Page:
Fifty of the Island’s muscle-powered trailblazers broke out their backpacks, hiking shoes, water bottles, sunscreen, and permethrin last Saturday for the 25th annual Cross Island Hike. The 25-mile trek is organized by the Martha’s Vineyard Land Bank, and is a celebration of National Trails Day, which takes place every year on the first Saturday of June.
The all-day event began at a sunny South Beach at 8 am, where longtime hike leader Bill Veno welcomed new and returning faces. The group prepared for the eight-hour adventure that would take them to Edgartown, Vineyard Haven, Oak Bluffs, West Tisbury, Chilmark, and end at Menemsha Beach. Participants could drop out and join in anywhere along the way.
“We’ll see how far I make it,” said first-timer Harry Hill while hiking one of the winding trails behind Morning Glory Farm. “I have my car parked at the West Tisbury School halfway point, just in case.”
The day was not only a celebration of Martha’s Vineyard trails, but also of unexplored corners in the company of friends, old and new.
“We’re discovering places in our own backyards that we didn’t know existed,” longtime Islander Felice Shapiro said. “It’s the perfect way to launch the summer when you haven’t seen your friends all year long.”
Mr. Veno said his favorite part of the event is exposing people to new routines. “We’re creatures of habit,” he said. “We have our favorite trails that we walk every day, but this event gets people thinking, ‘Gee, I’ve never been here before, and it’s right next door to me.’”
The hike stopped to regroup at various checkpoints where Mr. Veno and Land Bank executive director James Lengyel set up snacks and water for people to refuel. They’d stop for five to 10 minutes at a time before Mr. Veno blew the whistle and moved things along. He kept a quick pace in front, while Mr. Lengyel brought up the rear.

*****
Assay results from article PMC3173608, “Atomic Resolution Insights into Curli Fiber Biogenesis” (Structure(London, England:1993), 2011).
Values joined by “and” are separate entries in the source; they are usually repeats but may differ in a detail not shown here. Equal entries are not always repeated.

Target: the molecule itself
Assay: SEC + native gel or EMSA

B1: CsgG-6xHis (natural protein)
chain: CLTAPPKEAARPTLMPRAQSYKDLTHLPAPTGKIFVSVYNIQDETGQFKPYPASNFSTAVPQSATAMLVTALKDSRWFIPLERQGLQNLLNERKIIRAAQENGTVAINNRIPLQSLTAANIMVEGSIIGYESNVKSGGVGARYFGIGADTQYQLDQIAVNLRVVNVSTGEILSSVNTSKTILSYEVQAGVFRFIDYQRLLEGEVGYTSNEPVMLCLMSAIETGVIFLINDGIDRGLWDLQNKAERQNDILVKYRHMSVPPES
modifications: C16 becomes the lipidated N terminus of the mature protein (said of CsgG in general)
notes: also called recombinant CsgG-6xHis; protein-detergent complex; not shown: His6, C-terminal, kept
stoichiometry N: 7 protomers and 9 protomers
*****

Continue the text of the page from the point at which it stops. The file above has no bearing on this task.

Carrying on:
“For every one step Bill takes, the rest of us have to take three,” a participant on his 10th Cross Island hike said. Mr. Veno was on his 19th.
“We try to go places we haven’t been in awhile,” Mr. Veno said. “For instance, last time we started at South Beach was 20 years ago.”
Mr. Veno creates a master map for the event, which marks the trails, checkpoints, and time estimates of when the group will be where. He tries to mix things up so that people are hiking different parts of the Island each year. He often has to go out and make sure the trails still exist, and evaluate what condition they’re in. His job as an affiliate with the Land Bank is making new public trails.
“I talk with landowners to try to get trail access, so we can piece together some of the conservation properties without buying out the land in between,” Mr. Veno said. That’s why you’ll notice many of the public trails on-Island run through people’s backyards.
The map had the group marching through the thickly wooded Island, accompanied by constant chatter. The Times only made it halfway through, due to some significantly tired feet, sore muscles, and threatening clouds. But endless props to those who completed the Cross Island Hike — a serious accomplishment, and a celebration of the innumerable ways to see Martha’s Vineyard.
“How do I feel?” first-timer Rob Donovan commented. “I’m feeling like somebody who walked 12.2 miles in the sun without a hat.”